Cincinnati Ballroom Company

Cincinnati Ballroom Company

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Leigh Bradshaw and Brian McNamee,
co-owners of Cincinnati Ballroom Company

For most, dancing is just something you do in the car when your favorite song comes on the radio. But for Leigh Bradshaw and Brian McNamee, dance is a passion, career and business.


The two met in 2008 and immediately sensed that their strong connection, ability, and dedication to practice would create a beautiful partnership. They were right, because in 2009, they partnered up as co-owners to open the Cincinnati Ballroom Company, located in Oakley.


The two had always wanted to teach with total creative control. Before, when working as instructors at another studio, “We followed an established lesson design. Now, we are free to work with our students as individuals,” says McNamee, adding that they blend romance with an urban edge to create their studio’s unique style. “We have to find what sparks their interest, what brings them joy, what makes them want to dance,” says McNamee.


Private and group lessons are provided for interested clients. “Private instruction is really beneficial for any student, new or advanced, wishing to learn the technical components of the dance,” explains McNamee. “Group lessons are fun and offer a social aspect to learning. Most of our students participate in dancesport competitions [where] dancers of any age or level are eligible to compete.” For those students who do not have a partner for competitions, McNamee and Bradshaw partner with them in their dances.


They travel most weeks to work on their own technique with the some of the “brightest coaches in professional ballroom,” according to McNamee. They then bring those skills back to their own students. Plus, they often bring in coaches from around the world to offer workshops in their studio.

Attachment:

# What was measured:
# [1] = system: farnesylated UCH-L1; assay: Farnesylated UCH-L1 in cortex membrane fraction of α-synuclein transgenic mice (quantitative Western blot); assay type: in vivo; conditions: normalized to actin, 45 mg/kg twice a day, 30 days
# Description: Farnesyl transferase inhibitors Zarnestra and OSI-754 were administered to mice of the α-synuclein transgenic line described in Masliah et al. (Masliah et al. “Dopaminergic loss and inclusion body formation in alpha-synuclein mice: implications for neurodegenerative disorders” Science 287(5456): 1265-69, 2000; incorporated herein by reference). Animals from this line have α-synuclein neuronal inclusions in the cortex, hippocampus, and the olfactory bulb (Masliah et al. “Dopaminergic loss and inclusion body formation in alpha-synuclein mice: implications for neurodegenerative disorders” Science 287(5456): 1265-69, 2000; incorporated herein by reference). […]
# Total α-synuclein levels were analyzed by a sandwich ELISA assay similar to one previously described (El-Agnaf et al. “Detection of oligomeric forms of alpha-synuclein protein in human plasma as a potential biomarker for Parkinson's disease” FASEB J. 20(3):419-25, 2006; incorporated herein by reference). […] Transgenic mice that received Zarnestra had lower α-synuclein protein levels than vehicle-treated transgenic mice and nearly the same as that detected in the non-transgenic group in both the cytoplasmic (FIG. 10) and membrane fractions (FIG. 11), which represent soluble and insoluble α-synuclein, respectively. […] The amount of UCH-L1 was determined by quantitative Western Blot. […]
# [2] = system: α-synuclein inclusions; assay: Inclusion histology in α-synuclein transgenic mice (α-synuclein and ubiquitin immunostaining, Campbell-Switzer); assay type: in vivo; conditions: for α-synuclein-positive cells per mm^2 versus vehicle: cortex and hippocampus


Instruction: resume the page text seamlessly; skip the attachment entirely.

The benefits of ballroom dance are tremendous, says McNamee, not just physical but mental and social. “Dancing provides great flexibility, strength, and endurance,” he adds. “As a student, you can learn the fundamentals of good posture and body alignment after just a few lessons.”


Remembering step patterns also improves mental acuteness. According to McNamee, researchers have even found that ballroom dancing can even help to prevent Alzheimer’s disease in senior citizens. “Dancing is a performance art,” he adds, “it requires creativity and mental strength.”


The best part is, when you’re learning to dance, you are not even thinking about these benefits. You’re just having fun on the dance floor. “There is no better exercise on the planet than dance,” says McNamee.


Bradshaw and McNamee are especially excited to be participating in the Cincinnati Arts Association’s Dancing for the Stars benefit on Apr. 12, 2014 at Music Hall. This will be their fourth year participating as professional dancers. They just started working with their new partners, Christianna Boitus Stephens and Neal Shulte, to prepare for the big event.


For more information on Cincinnati Ballroom Company, visit, call (513) 321-2801 or “like” them on Facebook.